A similar question has been raised with regard to the differing liabilities of public authorities in an emergency. As the law now stands, two emergency services contacted from the scene of a road traffic accident will owe very different duties to the injured parties involved. The paramedics will be held liable for being late (Kent v Griffiths (No.3)  Q.B. 36 CA (Civ Div)) but the firefighters will not liable for delay or even not arriving at all (Capital and Counties Plc v Hampshire City Council  QB 1004). And of course, if the accident had been caused by the state of land beside the highway or other motorists, no action lies against the highway authority (Gorringe v Calderdale MBC  1 WLR 1057.
Elizabeth-Anne Gumbel QC and Iain O’Donnell acted for the claimants in this case. They are not associated with the writing of this post.
As a former social worker, tutor and writer on law and practice relating to bereavements, I have to say that I find this report unintelligible. The question, therefore, in my mind is whether it is intended in part for social workers and victims of harassment? If so, could Human Rights Blog present the facts in a way which is effortless to understand?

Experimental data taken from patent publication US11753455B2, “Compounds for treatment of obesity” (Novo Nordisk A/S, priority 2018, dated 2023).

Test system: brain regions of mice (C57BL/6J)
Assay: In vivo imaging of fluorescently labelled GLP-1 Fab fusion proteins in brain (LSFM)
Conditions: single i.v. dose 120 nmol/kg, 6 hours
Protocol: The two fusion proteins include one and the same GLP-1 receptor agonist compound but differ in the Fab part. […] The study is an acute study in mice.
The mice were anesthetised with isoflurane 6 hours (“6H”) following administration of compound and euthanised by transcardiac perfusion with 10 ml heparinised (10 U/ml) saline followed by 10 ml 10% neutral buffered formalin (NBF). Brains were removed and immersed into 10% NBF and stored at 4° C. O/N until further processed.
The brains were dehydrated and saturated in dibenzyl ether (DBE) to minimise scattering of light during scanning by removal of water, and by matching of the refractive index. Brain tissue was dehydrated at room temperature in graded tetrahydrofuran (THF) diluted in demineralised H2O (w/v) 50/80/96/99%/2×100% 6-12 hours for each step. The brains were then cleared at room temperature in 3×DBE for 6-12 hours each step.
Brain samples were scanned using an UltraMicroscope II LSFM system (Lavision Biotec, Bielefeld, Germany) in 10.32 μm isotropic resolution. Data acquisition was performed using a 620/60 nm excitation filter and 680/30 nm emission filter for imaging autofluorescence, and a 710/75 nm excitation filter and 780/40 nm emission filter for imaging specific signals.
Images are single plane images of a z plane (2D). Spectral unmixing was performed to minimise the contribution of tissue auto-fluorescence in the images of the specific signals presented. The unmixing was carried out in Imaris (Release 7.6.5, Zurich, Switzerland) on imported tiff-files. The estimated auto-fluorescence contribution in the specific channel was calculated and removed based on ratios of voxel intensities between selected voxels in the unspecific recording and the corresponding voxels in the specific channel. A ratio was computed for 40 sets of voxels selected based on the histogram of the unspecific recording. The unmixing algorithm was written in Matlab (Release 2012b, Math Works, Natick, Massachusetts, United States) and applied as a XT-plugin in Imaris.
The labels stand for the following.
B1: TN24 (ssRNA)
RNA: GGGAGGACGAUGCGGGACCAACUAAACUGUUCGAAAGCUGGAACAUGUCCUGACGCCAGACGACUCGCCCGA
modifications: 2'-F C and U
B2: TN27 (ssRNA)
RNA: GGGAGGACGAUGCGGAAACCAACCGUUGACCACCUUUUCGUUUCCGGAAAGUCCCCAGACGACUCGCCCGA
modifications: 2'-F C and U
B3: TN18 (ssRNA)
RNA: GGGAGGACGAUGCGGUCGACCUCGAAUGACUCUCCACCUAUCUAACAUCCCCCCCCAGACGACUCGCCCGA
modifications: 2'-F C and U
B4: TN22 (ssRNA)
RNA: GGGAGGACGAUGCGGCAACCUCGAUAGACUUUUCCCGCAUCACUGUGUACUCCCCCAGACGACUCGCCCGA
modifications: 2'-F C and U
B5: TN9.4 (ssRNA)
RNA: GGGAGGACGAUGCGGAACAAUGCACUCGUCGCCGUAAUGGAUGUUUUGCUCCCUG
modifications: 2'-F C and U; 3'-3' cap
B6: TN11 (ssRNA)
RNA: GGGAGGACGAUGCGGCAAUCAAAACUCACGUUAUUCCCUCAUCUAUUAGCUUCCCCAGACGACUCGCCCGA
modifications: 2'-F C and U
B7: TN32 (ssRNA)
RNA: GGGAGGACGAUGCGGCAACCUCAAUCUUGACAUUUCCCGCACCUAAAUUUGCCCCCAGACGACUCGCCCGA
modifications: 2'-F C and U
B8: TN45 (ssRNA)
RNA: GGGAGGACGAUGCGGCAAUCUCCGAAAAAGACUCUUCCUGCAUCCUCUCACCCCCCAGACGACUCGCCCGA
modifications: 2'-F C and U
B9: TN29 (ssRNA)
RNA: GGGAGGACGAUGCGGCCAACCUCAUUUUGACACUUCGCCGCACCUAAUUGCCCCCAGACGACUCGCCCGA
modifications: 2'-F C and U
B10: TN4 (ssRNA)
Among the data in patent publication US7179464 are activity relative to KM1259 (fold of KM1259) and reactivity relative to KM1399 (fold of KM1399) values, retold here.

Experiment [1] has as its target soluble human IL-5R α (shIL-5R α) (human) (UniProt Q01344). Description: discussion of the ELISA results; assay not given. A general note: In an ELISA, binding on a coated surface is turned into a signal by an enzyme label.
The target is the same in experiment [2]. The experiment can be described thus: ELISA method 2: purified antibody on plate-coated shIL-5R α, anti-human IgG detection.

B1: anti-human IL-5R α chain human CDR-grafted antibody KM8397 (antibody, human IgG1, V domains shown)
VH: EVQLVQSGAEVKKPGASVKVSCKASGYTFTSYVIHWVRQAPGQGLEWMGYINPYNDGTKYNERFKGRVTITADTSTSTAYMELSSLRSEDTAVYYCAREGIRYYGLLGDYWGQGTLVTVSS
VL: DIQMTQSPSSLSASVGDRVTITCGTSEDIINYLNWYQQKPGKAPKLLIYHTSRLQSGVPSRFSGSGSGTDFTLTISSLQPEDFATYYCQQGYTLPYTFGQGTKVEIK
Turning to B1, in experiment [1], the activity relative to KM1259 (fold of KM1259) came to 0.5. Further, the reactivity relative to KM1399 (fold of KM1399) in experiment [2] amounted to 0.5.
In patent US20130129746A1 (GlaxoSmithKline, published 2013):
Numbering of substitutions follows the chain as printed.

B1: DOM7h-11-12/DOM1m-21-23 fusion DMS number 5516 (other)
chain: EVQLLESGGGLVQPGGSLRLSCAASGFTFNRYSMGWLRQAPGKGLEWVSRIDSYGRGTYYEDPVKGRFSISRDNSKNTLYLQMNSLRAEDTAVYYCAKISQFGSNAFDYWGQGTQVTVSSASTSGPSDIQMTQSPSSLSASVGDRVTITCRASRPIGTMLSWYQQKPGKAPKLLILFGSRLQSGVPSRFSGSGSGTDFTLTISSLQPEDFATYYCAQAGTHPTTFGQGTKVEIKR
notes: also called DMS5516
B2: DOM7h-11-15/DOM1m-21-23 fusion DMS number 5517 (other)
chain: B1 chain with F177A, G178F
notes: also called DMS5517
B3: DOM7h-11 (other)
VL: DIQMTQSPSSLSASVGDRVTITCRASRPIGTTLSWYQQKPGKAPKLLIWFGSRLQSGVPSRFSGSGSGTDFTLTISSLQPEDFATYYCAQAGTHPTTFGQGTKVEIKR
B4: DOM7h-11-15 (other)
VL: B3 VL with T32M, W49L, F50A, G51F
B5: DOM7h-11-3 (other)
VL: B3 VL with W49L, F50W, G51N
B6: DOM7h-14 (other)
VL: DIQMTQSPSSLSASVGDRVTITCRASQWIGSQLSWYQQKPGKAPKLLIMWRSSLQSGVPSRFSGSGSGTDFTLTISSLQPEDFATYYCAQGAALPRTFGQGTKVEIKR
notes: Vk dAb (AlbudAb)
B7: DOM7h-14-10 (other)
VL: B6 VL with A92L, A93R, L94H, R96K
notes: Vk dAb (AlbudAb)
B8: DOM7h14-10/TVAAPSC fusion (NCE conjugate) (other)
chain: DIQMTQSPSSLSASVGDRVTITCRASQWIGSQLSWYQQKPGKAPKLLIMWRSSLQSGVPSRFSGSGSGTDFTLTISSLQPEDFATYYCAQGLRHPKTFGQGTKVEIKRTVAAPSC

Are the judgments referred to, saying it is not fundamental to the raison d’être of social work and policing, to protect vulnerable individuals and groups, from harm by others?
I am deeply concerned about victims of abuse, then being subjected to ongoing abuse by “hundreds” of police officers, as I’ve mentioned this month on the websites of The Independent newspaper and Brighton & Hove News, following the Oxfam crisis.
In 2016 HMIC’s Mike Cunningham reported that sexual abuse by police officers is, “the most serious form of corruption. It is an exploitation of power where the guardian becomes an abuser. There can be no greater violation of public trust.”